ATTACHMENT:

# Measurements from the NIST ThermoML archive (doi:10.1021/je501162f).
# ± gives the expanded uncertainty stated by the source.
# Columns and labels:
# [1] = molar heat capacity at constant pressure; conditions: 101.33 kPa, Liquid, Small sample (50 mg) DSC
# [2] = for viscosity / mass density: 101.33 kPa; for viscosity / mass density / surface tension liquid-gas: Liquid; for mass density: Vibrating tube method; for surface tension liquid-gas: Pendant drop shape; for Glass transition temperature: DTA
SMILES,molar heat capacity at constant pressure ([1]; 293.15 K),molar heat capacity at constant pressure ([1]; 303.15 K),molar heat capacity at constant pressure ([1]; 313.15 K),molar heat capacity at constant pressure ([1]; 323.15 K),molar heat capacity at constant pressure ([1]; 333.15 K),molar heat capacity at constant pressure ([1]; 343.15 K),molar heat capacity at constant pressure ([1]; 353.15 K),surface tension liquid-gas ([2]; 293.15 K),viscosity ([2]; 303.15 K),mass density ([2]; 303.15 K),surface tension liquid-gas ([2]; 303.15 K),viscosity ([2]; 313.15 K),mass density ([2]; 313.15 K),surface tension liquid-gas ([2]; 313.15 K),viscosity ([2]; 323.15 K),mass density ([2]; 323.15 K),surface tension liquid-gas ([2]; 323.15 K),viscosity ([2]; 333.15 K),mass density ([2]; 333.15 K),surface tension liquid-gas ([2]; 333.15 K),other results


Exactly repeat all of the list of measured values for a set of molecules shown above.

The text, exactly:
# Measurements from the NIST ThermoML archive (doi:10.1021/je501162f).
# ± gives the expanded uncertainty stated by the source.
# Columns and labels:
# [1] = molar heat capacity at constant pressure; conditions: 101.33 kPa, Liquid, Small sample (50 mg) DSC
# [2] = for viscosity / mass density: 101.33 kPa; for viscosity / mass density / surface tension liquid-gas: Liquid; for mass density: Vibrating tube method; for surface tension liquid-gas: Pendant drop shape; for Glass transition temperature: DTA
SMILES,molar heat capacity at constant pressure ([1]; 293.15 K),molar heat capacity at constant pressure ([1]; 303.15 K),molar heat capacity at constant pressure ([1]; 313.15 K),molar heat capacity at constant pressure ([1]; 323.15 K),molar heat capacity at constant pressure ([1]; 333.15 K),molar heat capacity at constant pressure ([1]; 343.15 K),molar heat capacity at constant pressure ([1]; 353.15 K),surface tension liquid-gas ([2]; 293.15 K),viscosity ([2]; 303.15 K),mass density ([2]; 303.15 K),surface tension liquid-gas ([2]; 303.15 K),viscosity ([2]; 313.15 K),mass density ([2]; 313.15 K),surface tension liquid-gas ([2]; 313.15 K),viscosity ([2]; 323.15 K),mass density ([2]; 323.15 K),surface tension liquid-gas ([2]; 323.15 K),viscosity ([2]; 333.15 K),mass density ([2]; 333.15 K),surface tension liquid-gas ([2]; 333.15 K),other results